As things are, and as they are likely to be, decisions about raising resources, taxes and expenditure in the Community are taken by the Council of Ministers and the Commission in Brussels. The area of decision which is clearly and unambiguously left to the Assembly accounts for no more than about 3 to 4 per cent. of the Community budget.

My last point aims at getting clear why we cannot and will not be bound by these arrangements. In past debates there have been a number of exchanges about what was accepted and what was not accepted by the Labour Government prior to the recent negotiations which have just ended. I do not return to the subject for the benefit of right hon. Gentleman opposite since we have exchanged our views on this matter on a number of occasions. I do so in order that our approach may be understood by those across the channel with whom sooner or later we shall have to deal. There must be no confusion about this matter, nor need there be.

In 1967 when the Labour Government sought to open negotiations it was made abundantly clear that the most serious obstacle for Britain was the burden on our economy and balance of payments which financing of the common agricultural policy would impose. Because of this factor the then Foreign Secretary spoken in The Hague of the need for a financial arrangement which would put a fairer burden on the United Kingdom. He stressed the fact that he hoped we would take part long before the end of the initial transitional period in 1970 as a full member of the Community in the negotiations of the agricultural financing arrangements for the period after the end of 1969. That was one of his main reasons for wanting to get in at that stage, namely that he wanted us to have a position of negotiating from the inside. I am not commenting on that situation but am trying to set it out so that people may know where we stand and where we have stood in the past.

In short, Labour spokesmen then stated their opposition to the Six on the temporary financial arrangements which were then in force in terms of the CAP and looked forward to altering them before permanent arrangements were agreed. It was perhaps the openness of this approach which led the French to resist and seek to veto our application. I always remember M. Couve de Murville saying in Brussels only four days after the British negotiations in 1967: Britain was asking to re-negotiate from inside the Community. France could not accept this. If the Six were to negotiate with Britain they would have to agree beforehand on the means of financing the common agricultural policy. So much for 1967. Now for 1970. The French were as good as their word. They insisted at the beginning of 1970 on making permanent arrangements for financing the common agricultural policy which were greatly to their own advantage but grievously to our disadvantage and which are embodied in the agreements reached and the treaties signed in Luxembourg on 21st April, 1970.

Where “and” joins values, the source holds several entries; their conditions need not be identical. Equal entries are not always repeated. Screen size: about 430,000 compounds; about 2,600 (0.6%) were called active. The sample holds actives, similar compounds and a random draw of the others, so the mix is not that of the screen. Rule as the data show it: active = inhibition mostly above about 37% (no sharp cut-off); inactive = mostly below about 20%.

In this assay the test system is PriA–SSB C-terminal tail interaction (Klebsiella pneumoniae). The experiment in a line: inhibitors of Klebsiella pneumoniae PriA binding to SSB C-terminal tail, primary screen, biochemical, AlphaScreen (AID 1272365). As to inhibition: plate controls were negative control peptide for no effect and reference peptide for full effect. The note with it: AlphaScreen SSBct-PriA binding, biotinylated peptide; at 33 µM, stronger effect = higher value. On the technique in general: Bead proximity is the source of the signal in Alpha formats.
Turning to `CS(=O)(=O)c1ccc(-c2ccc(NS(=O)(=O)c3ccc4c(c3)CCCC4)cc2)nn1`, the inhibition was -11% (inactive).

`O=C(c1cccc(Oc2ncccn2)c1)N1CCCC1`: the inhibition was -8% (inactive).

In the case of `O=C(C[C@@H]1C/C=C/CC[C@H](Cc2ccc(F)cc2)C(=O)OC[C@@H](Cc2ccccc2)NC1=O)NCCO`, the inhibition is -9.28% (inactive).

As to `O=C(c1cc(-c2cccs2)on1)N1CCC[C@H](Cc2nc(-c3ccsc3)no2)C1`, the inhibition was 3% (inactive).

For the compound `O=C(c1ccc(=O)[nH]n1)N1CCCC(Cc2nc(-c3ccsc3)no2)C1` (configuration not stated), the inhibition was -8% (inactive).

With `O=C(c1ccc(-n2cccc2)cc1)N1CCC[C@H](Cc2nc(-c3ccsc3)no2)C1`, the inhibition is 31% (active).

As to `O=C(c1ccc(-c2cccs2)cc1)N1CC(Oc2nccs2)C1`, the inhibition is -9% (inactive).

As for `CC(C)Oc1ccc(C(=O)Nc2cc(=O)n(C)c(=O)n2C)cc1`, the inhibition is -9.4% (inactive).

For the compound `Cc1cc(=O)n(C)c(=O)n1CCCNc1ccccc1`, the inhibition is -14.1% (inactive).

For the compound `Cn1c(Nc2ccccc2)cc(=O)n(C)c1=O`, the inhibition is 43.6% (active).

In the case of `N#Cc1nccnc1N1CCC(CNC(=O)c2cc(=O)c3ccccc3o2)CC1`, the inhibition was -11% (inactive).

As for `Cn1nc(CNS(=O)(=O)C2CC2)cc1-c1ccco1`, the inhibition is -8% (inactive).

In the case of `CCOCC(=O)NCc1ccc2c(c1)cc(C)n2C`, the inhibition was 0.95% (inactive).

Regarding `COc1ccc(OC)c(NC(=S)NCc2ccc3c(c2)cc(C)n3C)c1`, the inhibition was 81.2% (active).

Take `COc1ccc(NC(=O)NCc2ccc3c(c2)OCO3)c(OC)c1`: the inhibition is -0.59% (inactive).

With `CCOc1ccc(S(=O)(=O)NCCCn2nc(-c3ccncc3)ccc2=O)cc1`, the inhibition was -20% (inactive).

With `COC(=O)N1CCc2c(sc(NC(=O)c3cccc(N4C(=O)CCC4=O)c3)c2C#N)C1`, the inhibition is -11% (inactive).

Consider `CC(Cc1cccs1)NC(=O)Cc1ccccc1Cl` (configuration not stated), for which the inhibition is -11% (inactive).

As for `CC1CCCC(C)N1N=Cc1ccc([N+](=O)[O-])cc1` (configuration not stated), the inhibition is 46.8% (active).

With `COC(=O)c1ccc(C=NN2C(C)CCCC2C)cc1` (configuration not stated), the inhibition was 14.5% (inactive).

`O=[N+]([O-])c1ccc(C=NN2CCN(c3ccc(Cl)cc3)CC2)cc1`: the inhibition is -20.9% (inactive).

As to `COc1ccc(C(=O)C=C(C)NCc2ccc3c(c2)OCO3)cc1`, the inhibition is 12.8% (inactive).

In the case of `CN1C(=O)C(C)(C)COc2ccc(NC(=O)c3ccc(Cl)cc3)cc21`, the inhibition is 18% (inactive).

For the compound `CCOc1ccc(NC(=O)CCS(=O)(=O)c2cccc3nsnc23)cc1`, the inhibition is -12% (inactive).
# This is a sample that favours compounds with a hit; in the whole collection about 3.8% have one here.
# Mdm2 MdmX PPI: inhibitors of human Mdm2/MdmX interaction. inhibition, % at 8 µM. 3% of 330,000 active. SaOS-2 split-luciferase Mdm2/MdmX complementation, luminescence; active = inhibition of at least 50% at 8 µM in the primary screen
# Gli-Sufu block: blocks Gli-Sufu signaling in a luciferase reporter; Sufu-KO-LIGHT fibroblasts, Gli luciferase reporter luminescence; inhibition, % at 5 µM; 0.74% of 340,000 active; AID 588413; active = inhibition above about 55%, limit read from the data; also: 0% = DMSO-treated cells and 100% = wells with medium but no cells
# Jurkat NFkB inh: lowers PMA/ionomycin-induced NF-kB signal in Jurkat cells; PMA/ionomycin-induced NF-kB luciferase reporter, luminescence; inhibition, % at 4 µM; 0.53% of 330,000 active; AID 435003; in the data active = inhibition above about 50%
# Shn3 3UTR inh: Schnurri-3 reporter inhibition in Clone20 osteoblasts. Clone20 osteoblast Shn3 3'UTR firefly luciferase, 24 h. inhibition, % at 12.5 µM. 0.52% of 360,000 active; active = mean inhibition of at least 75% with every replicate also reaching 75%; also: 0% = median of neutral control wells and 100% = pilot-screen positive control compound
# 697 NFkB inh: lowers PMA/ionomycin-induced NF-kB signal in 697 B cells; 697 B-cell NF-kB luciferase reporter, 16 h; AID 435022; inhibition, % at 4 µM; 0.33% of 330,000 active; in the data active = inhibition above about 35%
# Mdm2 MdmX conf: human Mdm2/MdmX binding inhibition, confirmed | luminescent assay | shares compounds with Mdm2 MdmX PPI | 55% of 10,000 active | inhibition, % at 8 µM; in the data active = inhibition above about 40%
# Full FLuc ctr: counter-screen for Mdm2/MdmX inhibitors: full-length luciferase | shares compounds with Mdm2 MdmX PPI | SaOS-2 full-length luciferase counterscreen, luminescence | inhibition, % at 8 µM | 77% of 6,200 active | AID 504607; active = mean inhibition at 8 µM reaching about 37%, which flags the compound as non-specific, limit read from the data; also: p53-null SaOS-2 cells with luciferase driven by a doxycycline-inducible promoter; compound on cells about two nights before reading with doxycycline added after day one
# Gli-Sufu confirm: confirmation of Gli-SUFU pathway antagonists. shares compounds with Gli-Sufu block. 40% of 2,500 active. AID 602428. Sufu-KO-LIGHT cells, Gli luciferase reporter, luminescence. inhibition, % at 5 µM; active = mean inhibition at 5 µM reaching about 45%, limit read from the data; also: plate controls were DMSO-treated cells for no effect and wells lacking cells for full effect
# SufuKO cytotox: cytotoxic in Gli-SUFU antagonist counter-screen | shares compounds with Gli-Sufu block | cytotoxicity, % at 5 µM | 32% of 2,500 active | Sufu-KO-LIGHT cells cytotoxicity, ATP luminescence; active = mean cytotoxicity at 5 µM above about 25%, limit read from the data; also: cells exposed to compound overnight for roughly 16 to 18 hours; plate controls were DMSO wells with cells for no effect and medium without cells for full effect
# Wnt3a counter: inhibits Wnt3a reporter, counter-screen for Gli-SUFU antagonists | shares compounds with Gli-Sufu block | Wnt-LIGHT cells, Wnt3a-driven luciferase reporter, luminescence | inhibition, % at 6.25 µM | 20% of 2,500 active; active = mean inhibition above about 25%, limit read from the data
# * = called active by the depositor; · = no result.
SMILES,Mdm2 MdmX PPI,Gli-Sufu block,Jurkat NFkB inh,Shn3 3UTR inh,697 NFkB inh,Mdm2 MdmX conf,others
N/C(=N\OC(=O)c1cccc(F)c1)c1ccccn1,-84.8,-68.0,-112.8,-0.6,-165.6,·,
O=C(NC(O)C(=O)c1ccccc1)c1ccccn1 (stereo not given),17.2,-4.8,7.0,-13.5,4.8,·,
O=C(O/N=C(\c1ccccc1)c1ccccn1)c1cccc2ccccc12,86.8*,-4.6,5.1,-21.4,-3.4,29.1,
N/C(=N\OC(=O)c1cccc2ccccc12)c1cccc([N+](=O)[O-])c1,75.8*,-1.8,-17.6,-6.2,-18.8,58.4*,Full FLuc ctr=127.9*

It is wrong to suggest either to Europe or to this country that there was any commitment on the part of the Labour Government to accept the open-ended commitments contained in the Luxembourg Treaty. We had not accepted them, nor did the incoming Government. Certainly they were not accepted in the opening phases of the negotiation. Right hon. and hon. Gentlemen opposite did not accept them. Let us be realistic and frank with each other. We all recall what the Chancellor of the Exchequer had to say in his opening statement at Luxembourg on 30th June, 1970. He said that unless we could find a solution to this ghastly business of the burden of Community finance on Britain, …the burden on the United Kingdom could not be sustained and no British Government could contemplate joining. That was the true position. It was the position of all serious-minded people concerned with the negotiations. Since then the Chancellor of the Exchequer and his right hon. Friends have tried to pass off those words by pretending that they did not really mean what they said and by suggesting that all that the right hon. Gentleman had in mind was transitional arrangements, a period of adjustment, and then acceptance of the full unsustainable burden. In other words, the right hon. Gentleman had in mind always roughly what he has now, total acceptance of the Treaty of Luxembourg with just a period for transitional arrangements in which to adjust.